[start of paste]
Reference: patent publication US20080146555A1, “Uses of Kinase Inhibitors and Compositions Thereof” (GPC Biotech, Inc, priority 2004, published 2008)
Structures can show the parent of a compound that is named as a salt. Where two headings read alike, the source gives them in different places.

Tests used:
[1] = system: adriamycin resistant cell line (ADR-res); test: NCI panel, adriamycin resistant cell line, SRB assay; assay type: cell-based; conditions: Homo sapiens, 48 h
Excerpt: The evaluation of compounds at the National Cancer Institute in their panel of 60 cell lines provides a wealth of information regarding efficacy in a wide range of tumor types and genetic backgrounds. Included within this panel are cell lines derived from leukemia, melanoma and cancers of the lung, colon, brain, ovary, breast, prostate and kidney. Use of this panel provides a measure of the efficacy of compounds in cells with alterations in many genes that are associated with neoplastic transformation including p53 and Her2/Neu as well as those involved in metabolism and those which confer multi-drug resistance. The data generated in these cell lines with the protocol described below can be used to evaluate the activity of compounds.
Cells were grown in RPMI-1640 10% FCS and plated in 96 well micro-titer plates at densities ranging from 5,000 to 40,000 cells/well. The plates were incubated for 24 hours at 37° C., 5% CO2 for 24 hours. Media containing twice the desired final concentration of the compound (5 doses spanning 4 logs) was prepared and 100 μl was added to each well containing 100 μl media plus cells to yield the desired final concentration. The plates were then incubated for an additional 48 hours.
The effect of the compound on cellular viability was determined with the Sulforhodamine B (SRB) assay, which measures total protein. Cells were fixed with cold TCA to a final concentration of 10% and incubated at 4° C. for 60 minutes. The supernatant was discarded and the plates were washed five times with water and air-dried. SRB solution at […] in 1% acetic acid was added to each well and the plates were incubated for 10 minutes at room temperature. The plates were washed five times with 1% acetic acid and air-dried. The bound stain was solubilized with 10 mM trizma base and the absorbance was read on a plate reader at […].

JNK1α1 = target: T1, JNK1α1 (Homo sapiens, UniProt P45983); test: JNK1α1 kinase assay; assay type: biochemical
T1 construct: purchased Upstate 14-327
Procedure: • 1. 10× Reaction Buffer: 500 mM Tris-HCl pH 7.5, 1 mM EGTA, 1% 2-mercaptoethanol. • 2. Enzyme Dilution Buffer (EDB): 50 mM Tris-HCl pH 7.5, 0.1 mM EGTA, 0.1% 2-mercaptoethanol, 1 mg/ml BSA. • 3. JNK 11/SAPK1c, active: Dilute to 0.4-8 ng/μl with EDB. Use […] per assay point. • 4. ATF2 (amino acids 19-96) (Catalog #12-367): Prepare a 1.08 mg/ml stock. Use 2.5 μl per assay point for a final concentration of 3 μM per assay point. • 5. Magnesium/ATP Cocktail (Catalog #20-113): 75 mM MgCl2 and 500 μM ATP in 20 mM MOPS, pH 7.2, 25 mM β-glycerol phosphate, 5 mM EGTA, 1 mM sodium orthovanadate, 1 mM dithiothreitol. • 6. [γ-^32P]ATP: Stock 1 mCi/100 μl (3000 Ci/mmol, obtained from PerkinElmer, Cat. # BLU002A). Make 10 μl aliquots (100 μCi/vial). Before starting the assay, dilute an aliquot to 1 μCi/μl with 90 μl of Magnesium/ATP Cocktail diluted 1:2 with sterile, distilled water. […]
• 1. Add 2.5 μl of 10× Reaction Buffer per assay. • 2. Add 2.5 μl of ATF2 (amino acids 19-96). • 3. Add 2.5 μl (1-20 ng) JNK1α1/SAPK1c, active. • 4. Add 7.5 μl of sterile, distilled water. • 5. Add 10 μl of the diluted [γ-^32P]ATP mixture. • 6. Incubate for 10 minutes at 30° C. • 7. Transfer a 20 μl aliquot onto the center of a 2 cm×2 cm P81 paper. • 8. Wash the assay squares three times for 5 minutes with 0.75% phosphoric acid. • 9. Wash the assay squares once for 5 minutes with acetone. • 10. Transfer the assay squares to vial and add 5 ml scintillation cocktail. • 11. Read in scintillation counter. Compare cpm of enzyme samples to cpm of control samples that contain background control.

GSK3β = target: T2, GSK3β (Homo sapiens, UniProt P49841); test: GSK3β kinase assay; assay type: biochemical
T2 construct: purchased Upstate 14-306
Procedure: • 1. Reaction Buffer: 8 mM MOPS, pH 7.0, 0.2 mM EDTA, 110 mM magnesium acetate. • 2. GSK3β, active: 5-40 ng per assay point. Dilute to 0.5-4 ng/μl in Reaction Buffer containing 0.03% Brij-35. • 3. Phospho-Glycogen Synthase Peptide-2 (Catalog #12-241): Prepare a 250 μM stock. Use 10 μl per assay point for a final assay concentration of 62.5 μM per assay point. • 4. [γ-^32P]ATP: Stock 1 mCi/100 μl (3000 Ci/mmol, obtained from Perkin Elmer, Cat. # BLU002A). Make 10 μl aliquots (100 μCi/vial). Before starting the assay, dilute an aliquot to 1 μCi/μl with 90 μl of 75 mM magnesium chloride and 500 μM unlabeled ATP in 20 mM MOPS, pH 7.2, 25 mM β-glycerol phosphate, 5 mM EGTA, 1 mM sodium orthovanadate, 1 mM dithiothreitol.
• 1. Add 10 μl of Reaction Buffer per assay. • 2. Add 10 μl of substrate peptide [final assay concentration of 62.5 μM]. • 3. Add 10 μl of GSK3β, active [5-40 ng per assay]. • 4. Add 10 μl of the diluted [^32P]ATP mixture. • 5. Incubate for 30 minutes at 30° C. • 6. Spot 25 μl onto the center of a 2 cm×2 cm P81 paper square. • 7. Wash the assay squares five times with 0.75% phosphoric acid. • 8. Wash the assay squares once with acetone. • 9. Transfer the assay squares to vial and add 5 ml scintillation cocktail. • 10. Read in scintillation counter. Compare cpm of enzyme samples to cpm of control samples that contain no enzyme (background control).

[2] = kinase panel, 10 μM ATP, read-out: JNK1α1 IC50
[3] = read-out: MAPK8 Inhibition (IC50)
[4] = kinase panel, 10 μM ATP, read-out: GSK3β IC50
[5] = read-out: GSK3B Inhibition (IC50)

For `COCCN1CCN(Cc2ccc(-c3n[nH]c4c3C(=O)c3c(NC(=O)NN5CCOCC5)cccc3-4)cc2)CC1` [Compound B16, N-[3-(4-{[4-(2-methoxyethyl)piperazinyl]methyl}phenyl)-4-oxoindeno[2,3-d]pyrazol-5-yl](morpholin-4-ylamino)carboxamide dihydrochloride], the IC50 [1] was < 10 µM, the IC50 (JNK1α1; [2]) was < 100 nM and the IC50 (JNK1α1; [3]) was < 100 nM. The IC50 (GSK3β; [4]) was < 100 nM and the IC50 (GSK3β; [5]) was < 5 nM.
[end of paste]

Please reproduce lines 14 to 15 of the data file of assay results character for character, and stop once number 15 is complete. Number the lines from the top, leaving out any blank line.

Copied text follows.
Procedure: • 1. Reaction Buffer: 8 mM MOPS, pH 7.0, 0.2 mM EDTA, 110 mM magnesium acetate. • 2. GSK3β, active: 5-40 ng per assay point. Dilute to 0.5-4 ng/μl in Reaction Buffer containing 0.03% Brij-35. • 3. Phospho-Glycogen Synthase Peptide-2 (Catalog #12-241): Prepare a 250 μM stock. Use 10 μl per assay point for a final assay concentration of 62.5 μM per assay point. • 4. [γ-^32P]ATP: Stock 1 mCi/100 μl (3000 Ci/mmol, obtained from Perkin Elmer, Cat. # BLU002A). Make 10 μl aliquots (100 μCi/vial). Before starting the assay, dilute an aliquot to 1 μCi/μl with 90 μl of 75 mM magnesium chloride and 500 μM unlabeled ATP in 20 mM MOPS, pH 7.2, 25 mM β-glycerol phosphate, 5 mM EGTA, 1 mM sodium orthovanadate, 1 mM dithiothreitol.
• 1. Add 10 μl of Reaction Buffer per assay. • 2. Add 10 μl of substrate peptide [final assay concentration of 62.5 μM]. • 3. Add 10 μl of GSK3β, active [5-40 ng per assay]. • 4. Add 10 μl of the diluted [^32P]ATP mixture. • 5. Incubate for 30 minutes at 30° C. • 6. Spot 25 μl onto the center of a 2 cm×2 cm P81 paper square. • 7. Wash the assay squares five times with 0.75% phosphoric acid. • 8. Wash the assay squares once with acetone. • 9. Transfer the assay squares to vial and add 5 ml scintillation cocktail. • 10. Read in scintillation counter. Compare cpm of enzyme samples to cpm of control samples that contain no enzyme (background control).